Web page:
3. I am as much of a believer as any value investor in the key concept that "this too will pass." In other words, I believe that all markets (and people who invest in them) behave the same over time and recessions follow booms. Thus, we should experience a recession. But it’s been delayed an extraordinary amount of time. And crazily enough, the Elliott Wave patterns that should be indicating an epic crash are starting not to support it because we are experiencing new highs. Could it be that over decades of trying it, with such brilliant minds at play in the Fed, etc., and with them having enough practice, they finally learned how to soften the blow of a due recession? Like all innovative breakthroughs, could we be living in a time that the breakthrough is that the Fed figured out how to soften the blow?  
  4. The target date for determining whether we will see an epic crash versus the plateau that Japan experienced for decades seems to keep on being pushed back. The final threshold before making this decision should be the typical 12-18 month lag on the economy showing the havoc from the Fed's tightening. You had mentioned that the results from tightening should be experienced by early 2025. Should the deadline to reassess whether we will experience the epic crash really be early 2025? After this lag from the Fed's tightening manifesting in the economy, if that does not do it, there just doesn't seem to be much else to trigger this epic crash. Is there anything that we are missing?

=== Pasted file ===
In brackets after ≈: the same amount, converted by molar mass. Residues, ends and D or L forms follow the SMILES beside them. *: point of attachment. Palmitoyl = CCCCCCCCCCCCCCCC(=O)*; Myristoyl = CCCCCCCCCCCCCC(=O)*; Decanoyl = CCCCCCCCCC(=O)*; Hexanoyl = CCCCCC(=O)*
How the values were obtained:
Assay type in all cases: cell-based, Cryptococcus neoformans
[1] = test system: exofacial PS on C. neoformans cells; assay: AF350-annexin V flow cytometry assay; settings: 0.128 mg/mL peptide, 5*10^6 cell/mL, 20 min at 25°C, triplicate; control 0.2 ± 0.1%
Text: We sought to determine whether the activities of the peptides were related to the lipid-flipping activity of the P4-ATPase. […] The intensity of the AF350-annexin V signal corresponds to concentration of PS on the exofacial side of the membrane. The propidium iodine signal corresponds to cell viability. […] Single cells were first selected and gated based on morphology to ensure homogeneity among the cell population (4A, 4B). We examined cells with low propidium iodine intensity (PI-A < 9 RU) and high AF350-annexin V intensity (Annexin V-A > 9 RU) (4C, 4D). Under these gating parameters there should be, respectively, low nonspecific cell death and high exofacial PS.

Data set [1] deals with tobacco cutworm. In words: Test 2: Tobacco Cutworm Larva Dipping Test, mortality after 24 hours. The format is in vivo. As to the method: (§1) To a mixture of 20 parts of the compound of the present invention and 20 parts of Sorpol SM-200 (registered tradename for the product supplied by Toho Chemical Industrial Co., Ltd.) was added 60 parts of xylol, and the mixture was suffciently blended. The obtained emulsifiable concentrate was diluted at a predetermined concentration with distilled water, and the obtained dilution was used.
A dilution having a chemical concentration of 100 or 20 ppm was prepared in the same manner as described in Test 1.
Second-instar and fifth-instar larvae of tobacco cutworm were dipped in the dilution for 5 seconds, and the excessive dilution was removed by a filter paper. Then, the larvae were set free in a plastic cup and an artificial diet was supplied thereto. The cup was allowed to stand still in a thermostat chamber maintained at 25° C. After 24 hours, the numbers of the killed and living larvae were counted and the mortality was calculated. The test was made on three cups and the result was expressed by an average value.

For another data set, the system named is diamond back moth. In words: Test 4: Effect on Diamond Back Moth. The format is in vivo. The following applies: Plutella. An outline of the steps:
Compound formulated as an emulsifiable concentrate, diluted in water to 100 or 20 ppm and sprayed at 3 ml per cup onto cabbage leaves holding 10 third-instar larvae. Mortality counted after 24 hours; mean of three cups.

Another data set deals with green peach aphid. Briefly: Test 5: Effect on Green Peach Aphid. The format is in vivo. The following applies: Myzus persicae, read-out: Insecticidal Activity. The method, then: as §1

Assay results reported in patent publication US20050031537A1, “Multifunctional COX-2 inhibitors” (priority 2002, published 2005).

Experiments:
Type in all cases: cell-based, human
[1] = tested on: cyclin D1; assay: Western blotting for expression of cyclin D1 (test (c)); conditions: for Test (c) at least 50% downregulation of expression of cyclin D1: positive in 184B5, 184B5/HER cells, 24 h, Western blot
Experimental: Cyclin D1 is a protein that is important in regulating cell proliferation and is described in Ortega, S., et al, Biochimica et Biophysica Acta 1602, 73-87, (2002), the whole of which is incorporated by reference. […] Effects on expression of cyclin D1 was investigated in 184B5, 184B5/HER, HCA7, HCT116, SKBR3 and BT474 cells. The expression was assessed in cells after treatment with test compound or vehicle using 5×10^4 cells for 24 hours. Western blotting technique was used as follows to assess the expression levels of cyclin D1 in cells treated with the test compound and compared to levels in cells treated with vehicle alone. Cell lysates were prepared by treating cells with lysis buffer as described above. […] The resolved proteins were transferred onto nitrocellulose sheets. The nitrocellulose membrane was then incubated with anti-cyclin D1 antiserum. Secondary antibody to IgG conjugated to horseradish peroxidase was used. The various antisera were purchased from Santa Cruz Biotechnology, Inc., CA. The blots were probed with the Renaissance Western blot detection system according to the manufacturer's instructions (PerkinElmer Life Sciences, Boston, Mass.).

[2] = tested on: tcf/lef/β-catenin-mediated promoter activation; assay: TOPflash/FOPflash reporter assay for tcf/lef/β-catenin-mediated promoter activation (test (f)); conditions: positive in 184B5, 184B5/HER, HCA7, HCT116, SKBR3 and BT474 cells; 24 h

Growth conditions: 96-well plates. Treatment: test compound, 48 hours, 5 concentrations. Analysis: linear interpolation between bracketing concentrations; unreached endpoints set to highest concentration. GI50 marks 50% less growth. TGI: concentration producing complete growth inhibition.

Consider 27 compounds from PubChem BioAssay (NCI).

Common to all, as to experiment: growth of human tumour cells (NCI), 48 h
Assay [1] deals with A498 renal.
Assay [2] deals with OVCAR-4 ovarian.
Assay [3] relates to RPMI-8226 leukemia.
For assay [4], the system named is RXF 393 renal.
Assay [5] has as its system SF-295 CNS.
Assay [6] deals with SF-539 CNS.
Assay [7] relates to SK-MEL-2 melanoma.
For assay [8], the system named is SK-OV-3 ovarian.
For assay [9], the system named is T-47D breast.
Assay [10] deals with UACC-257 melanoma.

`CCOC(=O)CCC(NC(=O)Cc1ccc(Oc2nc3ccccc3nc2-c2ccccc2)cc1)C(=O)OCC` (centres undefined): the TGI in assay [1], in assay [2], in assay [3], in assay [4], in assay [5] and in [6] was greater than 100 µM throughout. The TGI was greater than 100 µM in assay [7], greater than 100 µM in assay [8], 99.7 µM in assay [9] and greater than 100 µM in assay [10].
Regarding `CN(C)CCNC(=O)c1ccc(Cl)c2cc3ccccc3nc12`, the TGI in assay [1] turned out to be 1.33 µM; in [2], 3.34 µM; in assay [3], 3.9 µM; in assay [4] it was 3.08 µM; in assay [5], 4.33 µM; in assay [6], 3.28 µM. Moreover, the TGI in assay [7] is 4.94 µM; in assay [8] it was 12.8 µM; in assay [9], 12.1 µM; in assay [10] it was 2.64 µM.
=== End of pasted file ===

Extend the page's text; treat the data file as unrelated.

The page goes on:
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A: Here’s a relatively short answer to a long set of questions. The long-term downturn of the Spending Wave after 2007 IS the reason we’ve gotten $27T in stimulus since 2008. That’s over 1.5 times GDP. This has never even remotely happened before. Call that the price of offsetting a 15-year slowdown or Great Depression. So, the Spending Wave is not faulty, it’s just that now we must deal with markets and an economy “on crack.” We cannot simply follow the Spending Wave when for the first time central banks have figured out they can counter downturns. Now, I have to figure in the consequences and lags for these policies, which makes forecasting more complex. It’s likely we won’t see as much of a Millennial boom, because we borrowed from the future through $27T in stimulus to offset the longer downturn that naturally would have happened. The Millennials already don’t tend to like Boomers. Now, they are going to have good reason to really hate them. But the fault is that the central bankers have prevented necessary and healthy debt restructuring, which has created massively more debt. That kicks a giant can down the road for the Millennials. The biggest beneficiaries are the Gen Xers, who did not have to raise their families in the “Great Depression of 2008-2023” that should have happened.